Sunday, July 8, 2012

Hiving a Swarm

Just before dinner, David got a call from the Boeing plant in Renton. A swarm of bees was hanging out on one of their signs. Could he come get it?

We are on a swarm list provided by the Puget Sound Beekeepers, We are not only willing but hoping to capture bee swarms. It's a win/win - the caller gets the pesky ball of bees removed, we get another potential hive. By collecting bees from swarms, we hope to capture bees from colonies that have successfully overwintered, and may pass on good survival genes to future hives.

Most people love and respect bees, but there are certainly places where they don't want them living.
They weren't really giant bees, but we loved the illusion in this picture of them roaming over a sign. If they were really that size we would have driven away as soon as we saw them!

A swarm is what a hive does when it is so full of honey, workers and brood that it has no room left to grow. It raises a second queen, and then the old queen takes a band of workers off in search of a new place to live.

When bees swarm, it looks terrifying but is really one of the safer ways to encounter that many bees. The bees are full of honey, and they have the queen with them. They are not looking for a fight, and will avoid stinging at all costs.

 What isn't always safe, though, is the rest of the situation. Bees prefer high places. A keeper who fears heights need not go on swarm calls.

In this case, the sign was only accessible by lift.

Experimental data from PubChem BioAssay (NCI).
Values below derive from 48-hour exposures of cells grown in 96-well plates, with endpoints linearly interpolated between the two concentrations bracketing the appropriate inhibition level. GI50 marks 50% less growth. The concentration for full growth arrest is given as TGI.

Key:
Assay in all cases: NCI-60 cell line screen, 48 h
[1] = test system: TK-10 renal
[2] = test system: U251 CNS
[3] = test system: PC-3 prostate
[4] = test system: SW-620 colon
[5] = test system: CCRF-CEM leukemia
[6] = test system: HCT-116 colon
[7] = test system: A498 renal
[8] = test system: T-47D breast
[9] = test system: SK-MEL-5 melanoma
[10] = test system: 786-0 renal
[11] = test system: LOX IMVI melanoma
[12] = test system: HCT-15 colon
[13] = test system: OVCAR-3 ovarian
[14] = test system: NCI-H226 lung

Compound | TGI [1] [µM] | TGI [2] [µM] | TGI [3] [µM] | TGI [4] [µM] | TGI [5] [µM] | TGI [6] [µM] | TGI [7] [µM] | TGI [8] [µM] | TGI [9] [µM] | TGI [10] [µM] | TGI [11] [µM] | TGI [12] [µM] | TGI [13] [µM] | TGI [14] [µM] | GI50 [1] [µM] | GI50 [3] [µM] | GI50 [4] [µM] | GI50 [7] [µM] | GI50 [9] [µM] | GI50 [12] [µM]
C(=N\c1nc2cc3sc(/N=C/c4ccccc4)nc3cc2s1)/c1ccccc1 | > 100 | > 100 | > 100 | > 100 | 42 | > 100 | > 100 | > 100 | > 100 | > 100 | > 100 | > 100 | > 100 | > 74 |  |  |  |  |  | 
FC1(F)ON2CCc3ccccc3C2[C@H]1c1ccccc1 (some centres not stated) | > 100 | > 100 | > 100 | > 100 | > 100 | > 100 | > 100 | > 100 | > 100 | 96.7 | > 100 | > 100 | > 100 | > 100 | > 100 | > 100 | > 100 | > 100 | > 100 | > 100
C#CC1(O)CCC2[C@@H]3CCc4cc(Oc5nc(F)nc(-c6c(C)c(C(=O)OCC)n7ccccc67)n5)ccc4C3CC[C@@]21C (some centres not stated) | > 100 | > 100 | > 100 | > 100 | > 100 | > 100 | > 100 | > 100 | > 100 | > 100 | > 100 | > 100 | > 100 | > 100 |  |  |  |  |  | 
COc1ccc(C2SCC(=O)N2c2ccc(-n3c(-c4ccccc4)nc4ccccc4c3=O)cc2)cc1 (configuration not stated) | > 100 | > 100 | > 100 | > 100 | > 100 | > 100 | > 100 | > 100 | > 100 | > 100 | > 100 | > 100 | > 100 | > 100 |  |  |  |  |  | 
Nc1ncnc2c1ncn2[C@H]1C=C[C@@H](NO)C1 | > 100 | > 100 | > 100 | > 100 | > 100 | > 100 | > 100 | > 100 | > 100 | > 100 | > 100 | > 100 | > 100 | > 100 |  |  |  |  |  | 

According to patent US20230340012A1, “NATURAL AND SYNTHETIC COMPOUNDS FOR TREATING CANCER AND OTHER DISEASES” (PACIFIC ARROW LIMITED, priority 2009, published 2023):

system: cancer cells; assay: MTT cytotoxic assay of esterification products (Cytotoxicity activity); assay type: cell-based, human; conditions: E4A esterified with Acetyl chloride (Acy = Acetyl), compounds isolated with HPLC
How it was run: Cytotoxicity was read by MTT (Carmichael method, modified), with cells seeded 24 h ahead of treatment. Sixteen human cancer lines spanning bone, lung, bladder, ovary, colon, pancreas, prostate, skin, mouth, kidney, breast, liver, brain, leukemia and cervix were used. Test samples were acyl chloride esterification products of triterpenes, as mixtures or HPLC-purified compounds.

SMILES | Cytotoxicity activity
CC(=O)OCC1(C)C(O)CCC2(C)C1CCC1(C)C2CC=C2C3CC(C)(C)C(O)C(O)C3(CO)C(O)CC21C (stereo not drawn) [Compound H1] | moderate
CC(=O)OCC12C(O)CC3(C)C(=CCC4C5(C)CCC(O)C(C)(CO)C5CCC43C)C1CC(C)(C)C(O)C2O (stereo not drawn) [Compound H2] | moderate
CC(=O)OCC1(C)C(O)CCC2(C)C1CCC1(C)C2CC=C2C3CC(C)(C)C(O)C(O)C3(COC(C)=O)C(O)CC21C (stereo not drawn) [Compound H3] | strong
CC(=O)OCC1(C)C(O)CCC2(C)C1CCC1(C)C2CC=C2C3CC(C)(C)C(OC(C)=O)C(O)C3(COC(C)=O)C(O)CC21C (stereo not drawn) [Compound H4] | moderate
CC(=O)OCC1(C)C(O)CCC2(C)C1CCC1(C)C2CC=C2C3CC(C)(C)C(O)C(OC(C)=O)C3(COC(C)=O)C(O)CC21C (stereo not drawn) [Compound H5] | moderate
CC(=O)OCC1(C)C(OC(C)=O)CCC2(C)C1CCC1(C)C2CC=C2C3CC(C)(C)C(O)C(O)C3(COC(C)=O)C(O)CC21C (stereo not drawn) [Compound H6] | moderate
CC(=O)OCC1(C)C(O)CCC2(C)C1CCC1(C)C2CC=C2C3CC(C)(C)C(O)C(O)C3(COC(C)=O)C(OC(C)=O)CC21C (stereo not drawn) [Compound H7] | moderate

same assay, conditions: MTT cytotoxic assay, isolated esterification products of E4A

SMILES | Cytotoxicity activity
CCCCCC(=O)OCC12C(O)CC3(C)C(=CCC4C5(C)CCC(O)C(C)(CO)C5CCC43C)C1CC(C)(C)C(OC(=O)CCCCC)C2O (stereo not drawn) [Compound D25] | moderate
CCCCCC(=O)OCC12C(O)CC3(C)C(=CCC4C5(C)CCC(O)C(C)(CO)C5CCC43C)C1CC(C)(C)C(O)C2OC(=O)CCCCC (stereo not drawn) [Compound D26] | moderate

David brought along a box with some comb in it, and scooped as much of the swarm as possible into it. The queen is in the densest bunch of bees. Once she's been boxed up, the other bees are attracted to her scent and become easier to capture.

 Sugar syrup is a great beekeeping tool. It is sprayed or drenched over the bees, who pause to clean themselves and are distracted from flying or stinging. It can perk up starving bees, settle down agitated ones, and make swarms more manageable. Here David is sweetening their spirits.

 Soon the majority of the bees were in the box. But in this situation, "most" wasn't good enough. 

Bees produce a chemical called Nasonov Pheromone which is an attractant used to orient other bees. These bees are fanning their abdomens to waft the scent out. This will signal any workers left at the site of the so they can collect into a new, smaller cluster.

David kept collecting, and returned in the evening for any stragglers.

What next? Well, we always have room for a hive of bees. We got our swarm settled into a hive, where it can build itself up before winter. Our Boeing bees are carrying on the tradition of flight, and can now be seen coming in for a landing in their snazzy new Warre hive. Let the bees live long and prosper.

Photo credits: Noah Darwin Feinberg
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